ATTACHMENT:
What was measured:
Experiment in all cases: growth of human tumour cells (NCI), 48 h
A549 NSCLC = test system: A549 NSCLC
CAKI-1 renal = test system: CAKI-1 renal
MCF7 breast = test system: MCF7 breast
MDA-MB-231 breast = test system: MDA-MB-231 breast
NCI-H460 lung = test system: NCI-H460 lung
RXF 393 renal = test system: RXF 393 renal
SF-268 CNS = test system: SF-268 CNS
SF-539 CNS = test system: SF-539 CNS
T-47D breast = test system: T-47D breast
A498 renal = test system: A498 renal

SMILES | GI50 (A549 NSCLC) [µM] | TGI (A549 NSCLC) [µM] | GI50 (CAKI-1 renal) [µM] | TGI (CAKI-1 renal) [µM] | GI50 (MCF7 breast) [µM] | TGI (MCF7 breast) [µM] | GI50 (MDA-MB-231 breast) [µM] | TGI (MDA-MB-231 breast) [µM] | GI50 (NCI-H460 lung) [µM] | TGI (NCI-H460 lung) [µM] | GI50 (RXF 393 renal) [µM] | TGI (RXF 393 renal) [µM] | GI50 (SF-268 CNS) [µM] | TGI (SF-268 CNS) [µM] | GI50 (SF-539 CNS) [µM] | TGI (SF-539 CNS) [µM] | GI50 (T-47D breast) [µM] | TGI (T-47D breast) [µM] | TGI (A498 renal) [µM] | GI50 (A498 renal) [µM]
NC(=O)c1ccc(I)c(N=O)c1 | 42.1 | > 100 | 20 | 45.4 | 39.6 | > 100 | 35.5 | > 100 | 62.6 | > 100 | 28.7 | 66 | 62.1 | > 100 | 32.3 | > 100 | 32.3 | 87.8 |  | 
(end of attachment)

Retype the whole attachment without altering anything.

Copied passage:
What was measured:
Experiment in all cases: growth of human tumour cells (NCI), 48 h
A549 NSCLC = test system: A549 NSCLC
CAKI-1 renal = test system: CAKI-1 renal
MCF7 breast = test system: MCF7 breast
MDA-MB-231 breast = test system: MDA-MB-231 breast
NCI-H460 lung = test system: NCI-H460 lung
RXF 393 renal = test system: RXF 393 renal
SF-268 CNS = test system: SF-268 CNS
SF-539 CNS = test system: SF-539 CNS
T-47D breast = test system: T-47D breast
A498 renal = test system: A498 renal

SMILES | GI50 (A549 NSCLC) [µM] | TGI (A549 NSCLC) [µM] | GI50 (CAKI-1 renal) [µM] | TGI (CAKI-1 renal) [µM] | GI50 (MCF7 breast) [µM] | TGI (MCF7 breast) [µM] | GI50 (MDA-MB-231 breast) [µM] | TGI (MDA-MB-231 breast) [µM] | GI50 (NCI-H460 lung) [µM] | TGI (NCI-H460 lung) [µM] | GI50 (RXF 393 renal) [µM] | TGI (RXF 393 renal) [µM] | GI50 (SF-268 CNS) [µM] | TGI (SF-268 CNS) [µM] | GI50 (SF-539 CNS) [µM] | TGI (SF-539 CNS) [µM] | GI50 (T-47D breast) [µM] | TGI (T-47D breast) [µM] | TGI (A498 renal) [µM] | GI50 (A498 renal) [µM]
NC(=O)c1ccc(I)c(N=O)c1 | 42.1 | > 100 | 20 | 45.4 | 39.6 | > 100 | 35.5 | > 100 | 62.6 | > 100 | 28.7 | 66 | 62.1 | > 100 | 32.3 | > 100 | 32.3 | 87.8 |  | 